If you’re gonna be dumb you gotta be tough
When I started this week’s column I had planned on writing about music featured in film or television. This is, but of course, a wide swatch to write about but I planned to write about one television show in particular: Jackass. That’s right, the show with the colorful cast of characters that hurt each other in the name of laughs. I know this is not everyone’s cup of tea, Jackass, but I have been a big fan of the program since the first debut of the show in the year 2000. I can remember first reading about the show and its host, Johnny Knoxville, in the “Hot Issue” of Rolling Stone and I remember dismissing it as a cheap knock off of The Tom Green Show. Something about the shock value and gross-out humor seemed like a rip off rather than homage. I don’t remember when I first watched the show, but I do know that I have watched it constantly over the past ten, eleven years. When the show first debuted years ago the timeframe coincided with my arrival at a certain local bookstore. I am resisting the temptation to hold grudges here but apparently to one staffer my enthusiasm for the program was a sign of some greater societal failing. Sure, I can be abrasive when you get to know me, but I’m a lovable sort who loves lots of things on this wacky world, Jackass being one of them.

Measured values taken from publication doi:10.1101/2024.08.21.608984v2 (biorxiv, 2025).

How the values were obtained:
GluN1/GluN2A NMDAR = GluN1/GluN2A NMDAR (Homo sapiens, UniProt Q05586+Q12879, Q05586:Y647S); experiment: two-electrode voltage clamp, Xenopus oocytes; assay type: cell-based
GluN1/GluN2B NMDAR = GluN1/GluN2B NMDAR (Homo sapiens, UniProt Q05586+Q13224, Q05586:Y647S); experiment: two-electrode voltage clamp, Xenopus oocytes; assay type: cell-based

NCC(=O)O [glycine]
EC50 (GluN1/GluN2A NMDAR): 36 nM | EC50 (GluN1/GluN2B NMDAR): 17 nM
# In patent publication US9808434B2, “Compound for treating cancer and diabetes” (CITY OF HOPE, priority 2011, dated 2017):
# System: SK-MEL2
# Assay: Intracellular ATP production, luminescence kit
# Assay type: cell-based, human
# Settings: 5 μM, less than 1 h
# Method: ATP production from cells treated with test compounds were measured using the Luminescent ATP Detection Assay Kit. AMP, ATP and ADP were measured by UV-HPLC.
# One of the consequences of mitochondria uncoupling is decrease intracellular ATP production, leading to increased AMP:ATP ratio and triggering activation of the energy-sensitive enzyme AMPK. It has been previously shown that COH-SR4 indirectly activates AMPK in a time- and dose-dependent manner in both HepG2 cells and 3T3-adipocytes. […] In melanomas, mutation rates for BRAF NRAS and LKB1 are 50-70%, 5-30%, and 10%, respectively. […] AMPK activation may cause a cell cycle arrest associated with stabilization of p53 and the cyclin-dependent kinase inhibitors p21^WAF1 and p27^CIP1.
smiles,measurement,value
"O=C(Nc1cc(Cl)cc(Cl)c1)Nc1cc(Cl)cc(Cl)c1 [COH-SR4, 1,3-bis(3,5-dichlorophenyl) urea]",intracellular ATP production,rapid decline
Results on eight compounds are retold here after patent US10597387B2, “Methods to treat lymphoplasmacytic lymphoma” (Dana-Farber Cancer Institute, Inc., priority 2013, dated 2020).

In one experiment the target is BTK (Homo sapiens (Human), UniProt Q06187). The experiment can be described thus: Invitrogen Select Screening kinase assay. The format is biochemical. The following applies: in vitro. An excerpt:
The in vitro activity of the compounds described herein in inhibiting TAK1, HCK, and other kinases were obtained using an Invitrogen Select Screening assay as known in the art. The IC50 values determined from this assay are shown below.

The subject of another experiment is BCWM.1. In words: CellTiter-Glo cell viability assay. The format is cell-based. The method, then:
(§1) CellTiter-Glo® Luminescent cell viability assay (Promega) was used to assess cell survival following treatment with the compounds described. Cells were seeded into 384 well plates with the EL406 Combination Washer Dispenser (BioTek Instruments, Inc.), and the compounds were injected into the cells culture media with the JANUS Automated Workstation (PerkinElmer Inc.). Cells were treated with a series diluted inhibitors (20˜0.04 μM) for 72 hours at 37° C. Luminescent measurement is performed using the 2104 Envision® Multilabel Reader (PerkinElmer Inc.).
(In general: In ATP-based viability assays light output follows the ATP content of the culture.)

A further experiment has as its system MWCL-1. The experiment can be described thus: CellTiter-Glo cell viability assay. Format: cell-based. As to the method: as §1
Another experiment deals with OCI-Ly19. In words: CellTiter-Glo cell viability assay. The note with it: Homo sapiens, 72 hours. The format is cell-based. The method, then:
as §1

Above everything that has happened in my life in the past eleven years, the show made me do one thing when I watch: I laugh. And I laugh and I laugh. The stunts were funny and fun to watch, as was the self-harm but you can do those things without it being funny. Jackass was always, always, always, incredibly funny to watch. Initially it was a shock-and-awe type of humor, self-destruction but with an eye toward the audience’s reactions. As fame grew the ability to rube the squares disappeared and the show became more self-contained — the stunts and jokes came at the expense of the entire cast and crew of the show. Their Dickhouse Universe was decorated with colorful characters. Every person played a particular part yet nobody rose above the cast and all contributed equally. Some would step up and some would recede but it always felt like a group thinking individually and acting collectively. What’s more, the cast found what they were doing funny and their enthusiasm for their “craft” is something to behold. The whole cast of characters on the show was perfect and, more often than not, there was music in the show that stuck with me, combined perfectly with the visuals on the small(and eventually silver) screen. The opening theme music was a perfect lick from the Minutemen song, “Corona” from their classic 1984 double LP, Double Nickels On The Dime. I hadn’t heard the song in years when the show began but I dug out that LP and relived its greatness. Whenever I hear the song I think of the show, the way I could hear the opening chords through walls and floors. My brother would turn the volume up whenever the show was on as a signal to me to turn it on. It always worked.